for content updates and localisation into 10 languages
Scale content creation to meet the growing demand for self-service content
Encourage contributions from partners, customers and product experts to improve content quality
Migrate more than 16,500 pages of self-service content from nine siloed systems onto a single, consistent framework
Encouraged contributions from partners, customers and product experts, leading to higher quality content
Saved $500,000 in annual localisation costs while achieving 100% localisation coverage in 10 languages
Achieved turnaround time of less than 24 hours for content, including full localisation into 10 languages, compared to what used to take weeks
6,500% increase in search impressions through Google, allowing customers to find content much faster
Customers expect unprecedented levels of self-service from their favourite companies. They don’t want to go to a shop or pick up their phone. They want to go online to research products and find answers to their questions on their own time. Today, speedy and convenient access to information and services can mean the difference between winning over loyal customers or losing them to competitors.
The trend towards any time, anywhere access to services has spilt over into all stages of customer engagement, from early product research to long after purchase. This is particularly evident with software training, where time-intensive, formal learning programmes have evolved into easier-to-use tutorials, user guides, technical documentation and other information readily available to customers online.
The Self-Service Excellence team at Adobe supports everyone in the Adobe Digital Experience business unit who creates or contributes to self-service content. The small team oversees content for more than 20 solutions and capabilities across multiple clouds, including 70 guides, 60 annual releases and five documentation sites.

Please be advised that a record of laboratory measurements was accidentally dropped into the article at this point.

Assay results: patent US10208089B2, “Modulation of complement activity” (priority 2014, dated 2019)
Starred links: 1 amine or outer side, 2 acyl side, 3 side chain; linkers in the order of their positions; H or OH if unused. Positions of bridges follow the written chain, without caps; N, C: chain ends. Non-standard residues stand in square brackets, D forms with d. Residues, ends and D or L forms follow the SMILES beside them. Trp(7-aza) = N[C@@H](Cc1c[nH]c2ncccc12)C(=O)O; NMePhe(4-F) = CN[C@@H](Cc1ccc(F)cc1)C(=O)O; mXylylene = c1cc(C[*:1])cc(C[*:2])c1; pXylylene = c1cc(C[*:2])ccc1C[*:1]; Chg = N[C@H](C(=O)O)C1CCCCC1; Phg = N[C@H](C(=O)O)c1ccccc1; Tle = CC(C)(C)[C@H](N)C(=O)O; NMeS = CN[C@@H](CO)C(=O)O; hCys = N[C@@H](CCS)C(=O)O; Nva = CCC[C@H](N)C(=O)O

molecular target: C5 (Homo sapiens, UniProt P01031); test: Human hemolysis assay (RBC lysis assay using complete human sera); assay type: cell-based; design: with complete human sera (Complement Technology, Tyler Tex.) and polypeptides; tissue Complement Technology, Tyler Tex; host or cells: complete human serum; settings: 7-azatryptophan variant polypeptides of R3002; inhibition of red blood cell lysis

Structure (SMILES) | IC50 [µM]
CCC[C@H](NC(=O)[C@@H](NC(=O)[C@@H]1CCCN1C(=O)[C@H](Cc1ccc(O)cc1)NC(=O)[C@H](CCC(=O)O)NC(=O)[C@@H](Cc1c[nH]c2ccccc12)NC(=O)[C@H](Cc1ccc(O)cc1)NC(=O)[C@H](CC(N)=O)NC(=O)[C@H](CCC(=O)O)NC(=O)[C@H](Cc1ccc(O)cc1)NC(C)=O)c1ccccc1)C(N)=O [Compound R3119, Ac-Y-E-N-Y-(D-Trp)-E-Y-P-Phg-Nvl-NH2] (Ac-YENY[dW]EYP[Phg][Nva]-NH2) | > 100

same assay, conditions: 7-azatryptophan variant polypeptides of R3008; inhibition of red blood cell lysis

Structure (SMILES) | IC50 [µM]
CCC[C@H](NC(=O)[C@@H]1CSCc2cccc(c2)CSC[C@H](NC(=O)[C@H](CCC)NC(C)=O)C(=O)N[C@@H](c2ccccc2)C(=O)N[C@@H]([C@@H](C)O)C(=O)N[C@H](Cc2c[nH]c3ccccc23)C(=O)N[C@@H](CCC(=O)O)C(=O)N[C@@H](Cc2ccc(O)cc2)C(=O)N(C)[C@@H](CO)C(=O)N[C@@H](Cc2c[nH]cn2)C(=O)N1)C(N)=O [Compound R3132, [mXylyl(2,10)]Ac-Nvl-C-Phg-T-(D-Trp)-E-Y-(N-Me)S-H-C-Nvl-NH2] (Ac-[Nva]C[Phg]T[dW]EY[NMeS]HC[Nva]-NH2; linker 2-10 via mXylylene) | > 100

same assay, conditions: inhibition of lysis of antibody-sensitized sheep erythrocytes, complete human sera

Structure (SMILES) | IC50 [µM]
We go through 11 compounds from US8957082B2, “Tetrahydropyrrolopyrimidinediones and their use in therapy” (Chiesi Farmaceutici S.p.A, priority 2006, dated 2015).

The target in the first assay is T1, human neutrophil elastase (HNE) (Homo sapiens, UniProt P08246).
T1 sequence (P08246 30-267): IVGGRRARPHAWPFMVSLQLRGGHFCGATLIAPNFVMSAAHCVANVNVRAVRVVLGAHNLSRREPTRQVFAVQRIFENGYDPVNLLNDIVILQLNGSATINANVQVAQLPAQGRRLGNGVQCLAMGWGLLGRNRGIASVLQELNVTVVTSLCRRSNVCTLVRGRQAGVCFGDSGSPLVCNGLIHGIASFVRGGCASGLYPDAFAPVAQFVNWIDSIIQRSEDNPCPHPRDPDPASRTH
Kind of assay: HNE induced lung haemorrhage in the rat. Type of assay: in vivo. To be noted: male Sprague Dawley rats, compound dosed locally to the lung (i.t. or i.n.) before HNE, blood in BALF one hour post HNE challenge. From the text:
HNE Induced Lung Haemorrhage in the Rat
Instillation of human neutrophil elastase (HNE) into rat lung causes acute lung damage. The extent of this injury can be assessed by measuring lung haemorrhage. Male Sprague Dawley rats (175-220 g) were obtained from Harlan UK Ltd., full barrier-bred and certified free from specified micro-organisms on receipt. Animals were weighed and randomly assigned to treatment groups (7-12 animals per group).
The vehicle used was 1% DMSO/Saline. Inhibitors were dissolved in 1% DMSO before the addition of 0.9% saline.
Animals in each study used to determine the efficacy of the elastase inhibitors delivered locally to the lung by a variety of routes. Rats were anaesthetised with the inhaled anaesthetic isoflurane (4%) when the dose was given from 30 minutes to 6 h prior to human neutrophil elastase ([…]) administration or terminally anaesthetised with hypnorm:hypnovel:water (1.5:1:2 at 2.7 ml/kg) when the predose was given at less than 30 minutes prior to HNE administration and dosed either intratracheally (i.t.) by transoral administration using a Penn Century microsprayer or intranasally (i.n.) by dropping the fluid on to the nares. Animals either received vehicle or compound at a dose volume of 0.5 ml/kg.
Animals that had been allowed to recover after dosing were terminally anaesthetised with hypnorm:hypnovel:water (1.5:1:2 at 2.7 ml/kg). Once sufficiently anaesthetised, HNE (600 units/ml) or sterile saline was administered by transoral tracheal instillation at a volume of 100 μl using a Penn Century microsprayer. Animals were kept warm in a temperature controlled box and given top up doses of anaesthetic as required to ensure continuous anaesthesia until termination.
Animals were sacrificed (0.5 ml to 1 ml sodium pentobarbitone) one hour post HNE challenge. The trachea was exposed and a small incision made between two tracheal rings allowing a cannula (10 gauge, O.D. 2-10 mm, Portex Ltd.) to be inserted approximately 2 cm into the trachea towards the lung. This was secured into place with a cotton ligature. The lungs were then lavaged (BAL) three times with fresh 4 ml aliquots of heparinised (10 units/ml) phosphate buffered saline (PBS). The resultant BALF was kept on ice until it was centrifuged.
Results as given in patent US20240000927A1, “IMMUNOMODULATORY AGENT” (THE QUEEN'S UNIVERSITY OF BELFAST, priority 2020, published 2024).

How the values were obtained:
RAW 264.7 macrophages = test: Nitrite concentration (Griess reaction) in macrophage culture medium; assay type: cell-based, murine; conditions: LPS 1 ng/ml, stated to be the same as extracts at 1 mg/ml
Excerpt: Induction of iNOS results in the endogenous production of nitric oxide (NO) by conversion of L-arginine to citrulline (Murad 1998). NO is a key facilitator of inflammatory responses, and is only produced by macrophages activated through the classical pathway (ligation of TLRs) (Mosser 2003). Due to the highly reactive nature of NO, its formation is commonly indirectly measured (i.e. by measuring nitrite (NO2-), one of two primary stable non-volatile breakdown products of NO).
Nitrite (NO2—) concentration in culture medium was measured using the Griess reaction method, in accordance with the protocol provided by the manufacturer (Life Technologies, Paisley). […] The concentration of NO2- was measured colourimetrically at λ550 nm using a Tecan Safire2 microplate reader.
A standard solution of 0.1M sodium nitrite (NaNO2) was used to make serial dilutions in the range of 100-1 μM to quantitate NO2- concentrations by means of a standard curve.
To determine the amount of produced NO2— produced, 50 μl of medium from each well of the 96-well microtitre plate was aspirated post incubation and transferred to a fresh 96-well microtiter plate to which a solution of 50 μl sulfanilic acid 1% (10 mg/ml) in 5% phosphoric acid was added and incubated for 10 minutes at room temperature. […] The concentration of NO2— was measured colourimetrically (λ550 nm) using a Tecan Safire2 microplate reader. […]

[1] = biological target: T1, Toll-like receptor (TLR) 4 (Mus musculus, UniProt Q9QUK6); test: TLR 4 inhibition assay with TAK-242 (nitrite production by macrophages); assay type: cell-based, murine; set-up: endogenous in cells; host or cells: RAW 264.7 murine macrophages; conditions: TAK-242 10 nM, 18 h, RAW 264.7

“Self-service content has been increasingly critical to our customers’ understanding of our products,” says Paul Gilliham, Director of Self-Service Excellence, Experience Cloud. “We expect to have more than 4 million unique visitors and 22 million page views to self-service content over the next year. To keep up with the overwhelming demand for content, we needed to create a path for documentation that’s scalable, automated and collaborative.”
The Self-Service Excellence team started a collaborative documentation initiative called the Scalable Collaborative Content Model (SCCM). The goal of the initiative is to get more people involved in content creation and review, including Adobe product specialists, partners and even customers.
Director, Self-Service Excellence, Experience Cloud, Adobe
The team decided that an open-source platform would be the best way to involve contributors from both inside and outside of the company. But it also wanted to add visual consistency to the content by taking advantage of Adobe Experience Manager, which many Adobe teams had been using for years due to its robust capabilities as both a content management system and as a digital asset management system.
The Self-Service Excellence team decided to use the Markdown authoring language in GitHub to develop content, but then bring it into Adobe Experience Manager for publication using XML Documentation for Adobe Experience Manager, the component content management system (CCMS) from Adobe.
“We migrated more than 20,000 pages of English content to the new system and decommissioned 5 different technical documentation sites,” says Gilliham. “Taking localisations into account, that’s 170,000 pages of content. With our new workflow including XML Documentation for Adobe Experience Manager, we’re building a platform to create more and higher-quality content that meets all of our customers’ self-service needs.”